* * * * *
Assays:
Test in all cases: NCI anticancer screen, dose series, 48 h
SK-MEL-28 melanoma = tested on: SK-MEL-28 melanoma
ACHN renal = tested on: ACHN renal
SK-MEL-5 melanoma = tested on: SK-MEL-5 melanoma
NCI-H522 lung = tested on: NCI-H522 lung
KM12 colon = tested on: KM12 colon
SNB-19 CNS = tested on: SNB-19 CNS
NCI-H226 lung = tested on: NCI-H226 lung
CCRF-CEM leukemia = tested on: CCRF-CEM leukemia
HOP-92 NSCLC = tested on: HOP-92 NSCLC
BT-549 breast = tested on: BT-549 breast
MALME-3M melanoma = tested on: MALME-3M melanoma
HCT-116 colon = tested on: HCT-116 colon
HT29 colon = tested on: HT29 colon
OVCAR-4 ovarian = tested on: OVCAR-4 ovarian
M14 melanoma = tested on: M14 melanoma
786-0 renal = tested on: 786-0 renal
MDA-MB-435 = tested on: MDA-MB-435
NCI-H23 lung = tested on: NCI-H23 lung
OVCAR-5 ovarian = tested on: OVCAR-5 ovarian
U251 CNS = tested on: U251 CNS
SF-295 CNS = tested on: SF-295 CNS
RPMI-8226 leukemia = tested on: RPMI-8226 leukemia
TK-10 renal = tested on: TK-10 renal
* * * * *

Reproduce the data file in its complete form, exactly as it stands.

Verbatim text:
Assays:
Test in all cases: NCI anticancer screen, dose series, 48 h
SK-MEL-28 melanoma = tested on: SK-MEL-28 melanoma
ACHN renal = tested on: ACHN renal
SK-MEL-5 melanoma = tested on: SK-MEL-5 melanoma
NCI-H522 lung = tested on: NCI-H522 lung
KM12 colon = tested on: KM12 colon
SNB-19 CNS = tested on: SNB-19 CNS
NCI-H226 lung = tested on: NCI-H226 lung
CCRF-CEM leukemia = tested on: CCRF-CEM leukemia
HOP-92 NSCLC = tested on: HOP-92 NSCLC
BT-549 breast = tested on: BT-549 breast
MALME-3M melanoma = tested on: MALME-3M melanoma
HCT-116 colon = tested on: HCT-116 colon
HT29 colon = tested on: HT29 colon
OVCAR-4 ovarian = tested on: OVCAR-4 ovarian
M14 melanoma = tested on: M14 melanoma
786-0 renal = tested on: 786-0 renal
MDA-MB-435 = tested on: MDA-MB-435
NCI-H23 lung = tested on: NCI-H23 lung
OVCAR-5 ovarian = tested on: OVCAR-5 ovarian
U251 CNS = tested on: U251 CNS
SF-295 CNS = tested on: SF-295 CNS
RPMI-8226 leukemia = tested on: RPMI-8226 leukemia
TK-10 renal = tested on: TK-10 renal